Born: November 14, 1971, Bellingen, New South Wales
Major Teams: Australia, Deccan Chargers, ICC World XI, Kings XI Punjab, Middlesex, New South Wales, Western Australia
Batting Style: Left Hand Bat
Fielding Position: Wicketkeeper
Product: Pro Players Wicket Keeping
Going in first or seventh, wearing whites or coloureds, Adam Gilchrist was the symbolic heart of Australia's steamrolling agenda and the most exhilarating cricketer of the modern age. He was simultaneously a cheerful throwback to more innocent times, a flap-eared country boy who walked when given not out in a World Cup semi-final, and swatted his second ball for six while sitting on a Test pair. "Just hit the ball," is how he once described his philosophy on batting, and he seldom strayed from it. Employing a high-on-the-handle grip, he poked good balls into gaps and throttled most others, invariably with head straight, wrists soft and balance sublime. Only at the death did he jettison the textbook, whirling his bat like a hammer-thrower, caring only for the scoreboard and never his average. Still he managed to score at a tempo - 81 per 100 balls in Tests, 96 in one-dayers - that made Viv Richards and Gilbert Jessop look like stick-in-the-muds.
When he signed a record A$2m sponsorship deal with Puma in 2004, few people questioned his value for money. Indeed it was arguably Gilchrist's belated Test arrival that turned the Australian XI from powerful to overpowering. He bludgeoned 81 on debut, pouched five catches and a stumping, and barely paused for breath until stepping down in 2008. Only in the closing stages of an untouchable career did his appetite slow - he was troubled by Andrew Flintoff's around-the-wicket angle during 2005 and found the flaw difficult to overcome - and his match-turning 144 against Bangladesh in April 2006 was his first century in 16 Tests.
The 2006-07 Ashes series was literally hit and miss, with three single-figure scores, two fifties and his most brutal hundred. At home his one-day form was subdued, but the game's biggest competition - and it's most important match - brought out Gilchrist's highest standards. He stole the World Cup final from Sri Lanka with 149 off 104 balls, slamming 13 fours and eight sixes, and added to his 54 and 57 from his previous two global triumphs. Using a tip from his batting coach Bob Meuleman, he put a squash ball in his glove to allow him to hit straighter - the advice should have been patented instantly.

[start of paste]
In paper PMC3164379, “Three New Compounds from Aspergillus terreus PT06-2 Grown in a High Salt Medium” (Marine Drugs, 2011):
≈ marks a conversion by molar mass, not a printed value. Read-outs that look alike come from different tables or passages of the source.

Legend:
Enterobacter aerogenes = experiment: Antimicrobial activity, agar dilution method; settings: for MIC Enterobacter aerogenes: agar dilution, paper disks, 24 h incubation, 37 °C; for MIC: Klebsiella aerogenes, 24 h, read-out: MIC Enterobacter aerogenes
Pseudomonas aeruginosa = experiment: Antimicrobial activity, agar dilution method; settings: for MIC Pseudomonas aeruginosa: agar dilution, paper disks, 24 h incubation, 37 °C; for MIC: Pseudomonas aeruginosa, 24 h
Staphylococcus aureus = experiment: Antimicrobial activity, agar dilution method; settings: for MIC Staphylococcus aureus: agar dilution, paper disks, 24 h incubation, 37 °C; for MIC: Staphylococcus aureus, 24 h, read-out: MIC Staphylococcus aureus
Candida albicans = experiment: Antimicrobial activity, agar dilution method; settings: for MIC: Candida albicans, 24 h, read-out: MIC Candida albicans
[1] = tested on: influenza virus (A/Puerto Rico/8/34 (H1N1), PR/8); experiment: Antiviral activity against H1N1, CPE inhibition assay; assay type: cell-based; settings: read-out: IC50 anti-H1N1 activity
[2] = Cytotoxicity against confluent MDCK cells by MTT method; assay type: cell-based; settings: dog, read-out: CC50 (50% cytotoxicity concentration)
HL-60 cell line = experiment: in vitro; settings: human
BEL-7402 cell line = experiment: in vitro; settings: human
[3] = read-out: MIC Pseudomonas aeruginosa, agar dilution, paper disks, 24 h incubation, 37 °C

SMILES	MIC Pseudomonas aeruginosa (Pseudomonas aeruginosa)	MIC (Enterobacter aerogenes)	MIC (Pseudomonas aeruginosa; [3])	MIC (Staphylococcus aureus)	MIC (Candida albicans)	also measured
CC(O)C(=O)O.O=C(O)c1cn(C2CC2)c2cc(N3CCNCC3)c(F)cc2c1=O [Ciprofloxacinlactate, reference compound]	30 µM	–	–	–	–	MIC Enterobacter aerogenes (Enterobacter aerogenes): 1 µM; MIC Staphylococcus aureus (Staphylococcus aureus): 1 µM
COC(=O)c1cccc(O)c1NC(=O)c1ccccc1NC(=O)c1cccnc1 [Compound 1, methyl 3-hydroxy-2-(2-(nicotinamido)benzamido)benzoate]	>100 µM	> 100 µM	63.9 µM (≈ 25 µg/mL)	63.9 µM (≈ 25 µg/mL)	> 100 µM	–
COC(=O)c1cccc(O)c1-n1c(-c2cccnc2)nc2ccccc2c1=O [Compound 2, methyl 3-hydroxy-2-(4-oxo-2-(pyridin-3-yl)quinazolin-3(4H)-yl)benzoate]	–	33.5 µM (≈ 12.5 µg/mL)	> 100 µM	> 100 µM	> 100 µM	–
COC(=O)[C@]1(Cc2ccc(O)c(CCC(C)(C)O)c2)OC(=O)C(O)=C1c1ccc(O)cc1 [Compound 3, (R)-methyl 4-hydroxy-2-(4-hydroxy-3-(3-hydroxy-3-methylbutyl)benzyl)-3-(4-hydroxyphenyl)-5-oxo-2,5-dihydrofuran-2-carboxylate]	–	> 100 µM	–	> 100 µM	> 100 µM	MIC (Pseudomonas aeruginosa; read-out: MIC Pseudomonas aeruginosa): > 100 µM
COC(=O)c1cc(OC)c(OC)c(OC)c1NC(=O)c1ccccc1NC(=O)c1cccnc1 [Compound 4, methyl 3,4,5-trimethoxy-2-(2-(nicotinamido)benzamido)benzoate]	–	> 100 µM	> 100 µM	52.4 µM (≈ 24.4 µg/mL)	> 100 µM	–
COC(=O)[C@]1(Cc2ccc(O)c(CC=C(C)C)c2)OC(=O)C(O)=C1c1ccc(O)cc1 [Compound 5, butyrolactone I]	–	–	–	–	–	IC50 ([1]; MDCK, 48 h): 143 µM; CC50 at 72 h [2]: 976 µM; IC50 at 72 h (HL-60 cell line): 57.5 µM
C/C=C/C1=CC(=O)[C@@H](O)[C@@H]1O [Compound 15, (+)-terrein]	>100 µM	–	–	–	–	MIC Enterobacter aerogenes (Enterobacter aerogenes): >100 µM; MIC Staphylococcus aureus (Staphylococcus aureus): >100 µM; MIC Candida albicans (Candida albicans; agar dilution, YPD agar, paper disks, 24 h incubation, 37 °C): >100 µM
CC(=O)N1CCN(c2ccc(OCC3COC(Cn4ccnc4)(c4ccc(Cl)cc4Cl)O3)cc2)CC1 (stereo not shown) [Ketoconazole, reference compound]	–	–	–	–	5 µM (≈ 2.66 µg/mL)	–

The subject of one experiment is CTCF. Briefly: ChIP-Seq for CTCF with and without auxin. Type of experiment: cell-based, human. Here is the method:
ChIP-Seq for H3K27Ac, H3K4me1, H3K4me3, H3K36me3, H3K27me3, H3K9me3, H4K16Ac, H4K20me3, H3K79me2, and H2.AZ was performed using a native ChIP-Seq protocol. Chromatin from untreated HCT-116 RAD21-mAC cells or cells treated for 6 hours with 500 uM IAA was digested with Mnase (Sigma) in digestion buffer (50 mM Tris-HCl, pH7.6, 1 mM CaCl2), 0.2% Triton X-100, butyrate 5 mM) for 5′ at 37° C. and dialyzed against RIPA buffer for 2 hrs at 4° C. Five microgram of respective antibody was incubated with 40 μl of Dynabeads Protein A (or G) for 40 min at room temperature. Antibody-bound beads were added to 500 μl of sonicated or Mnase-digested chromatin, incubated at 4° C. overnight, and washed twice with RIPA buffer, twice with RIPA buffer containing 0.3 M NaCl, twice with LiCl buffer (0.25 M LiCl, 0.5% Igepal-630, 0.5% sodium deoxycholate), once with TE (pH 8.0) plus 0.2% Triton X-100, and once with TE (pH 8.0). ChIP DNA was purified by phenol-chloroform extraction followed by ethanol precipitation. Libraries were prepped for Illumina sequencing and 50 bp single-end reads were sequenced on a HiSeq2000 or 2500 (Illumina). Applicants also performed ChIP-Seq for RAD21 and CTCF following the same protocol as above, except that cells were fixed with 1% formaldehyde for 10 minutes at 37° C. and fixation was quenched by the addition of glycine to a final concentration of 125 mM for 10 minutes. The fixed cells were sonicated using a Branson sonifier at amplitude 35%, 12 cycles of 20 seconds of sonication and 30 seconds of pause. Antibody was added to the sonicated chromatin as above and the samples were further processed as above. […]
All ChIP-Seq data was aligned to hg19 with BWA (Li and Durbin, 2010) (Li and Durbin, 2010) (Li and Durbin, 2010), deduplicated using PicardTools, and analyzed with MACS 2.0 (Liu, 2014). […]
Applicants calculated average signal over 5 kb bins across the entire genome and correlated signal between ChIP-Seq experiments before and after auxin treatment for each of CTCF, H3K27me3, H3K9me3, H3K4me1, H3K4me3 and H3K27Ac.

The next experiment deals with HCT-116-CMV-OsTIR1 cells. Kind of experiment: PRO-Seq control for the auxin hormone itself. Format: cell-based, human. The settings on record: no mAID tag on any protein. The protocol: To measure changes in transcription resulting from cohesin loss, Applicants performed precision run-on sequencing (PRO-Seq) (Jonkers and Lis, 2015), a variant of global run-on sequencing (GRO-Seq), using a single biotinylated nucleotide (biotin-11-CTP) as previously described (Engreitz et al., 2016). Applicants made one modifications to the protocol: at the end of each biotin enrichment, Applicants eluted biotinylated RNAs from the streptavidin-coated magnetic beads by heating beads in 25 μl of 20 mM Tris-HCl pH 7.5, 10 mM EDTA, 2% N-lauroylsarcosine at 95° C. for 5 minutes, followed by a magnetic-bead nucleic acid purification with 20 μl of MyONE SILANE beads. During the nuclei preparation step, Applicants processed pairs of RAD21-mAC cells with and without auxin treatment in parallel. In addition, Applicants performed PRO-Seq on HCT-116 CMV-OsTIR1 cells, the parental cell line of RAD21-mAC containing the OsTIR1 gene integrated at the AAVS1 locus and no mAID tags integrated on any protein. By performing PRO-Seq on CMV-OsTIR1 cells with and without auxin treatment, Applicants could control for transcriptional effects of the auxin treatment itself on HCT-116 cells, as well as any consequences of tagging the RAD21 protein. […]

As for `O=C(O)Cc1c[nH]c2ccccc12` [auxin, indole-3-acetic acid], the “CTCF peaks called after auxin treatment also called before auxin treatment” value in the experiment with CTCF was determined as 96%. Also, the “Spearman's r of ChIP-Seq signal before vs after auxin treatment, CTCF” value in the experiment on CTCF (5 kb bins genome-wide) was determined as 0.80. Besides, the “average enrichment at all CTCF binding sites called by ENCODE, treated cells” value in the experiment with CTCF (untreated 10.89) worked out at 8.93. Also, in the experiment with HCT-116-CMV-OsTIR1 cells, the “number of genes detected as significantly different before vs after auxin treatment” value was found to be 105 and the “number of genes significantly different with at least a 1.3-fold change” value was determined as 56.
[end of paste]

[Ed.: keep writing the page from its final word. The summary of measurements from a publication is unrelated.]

In Tests, three Gilchrist innings rank among the most amazing by Australians: his death-defying unbeaten 149 against Pakistan at Hobart when all seemed lost, his savage and emotional 204 not out against South Africa at Johannesburg, and his 57-delivery Ashes century at Perth when he missed equalling Richards' world mark by a ball. In one-dayers, his 172 is the third-highest score by an Australian and his 472 dismissals might take decades to top.
As Australia's 41st Test captain he found the extra burden tiring, and was happy for Ricky Ponting to step in once Steve Waugh retired. But as Ponting's fill-in he crossed the final frontier, leading Australia to their first series win in India for 35 years in 2004-05. As a wicketkeeper he lacked Rod Marsh's acrobatics and Ian Healy's finesse, and he probably peaked at 30 in 2002. But if he clutched few screamers he dropped even fewer sitters, although one easy offering in Adelaide convinced him it was time to go. During that match against India he briefly became the leading gloveman in Test cricket by overtaking Mark Boucher, then the following day announced his retirement from all cricket but the Indian Premier League.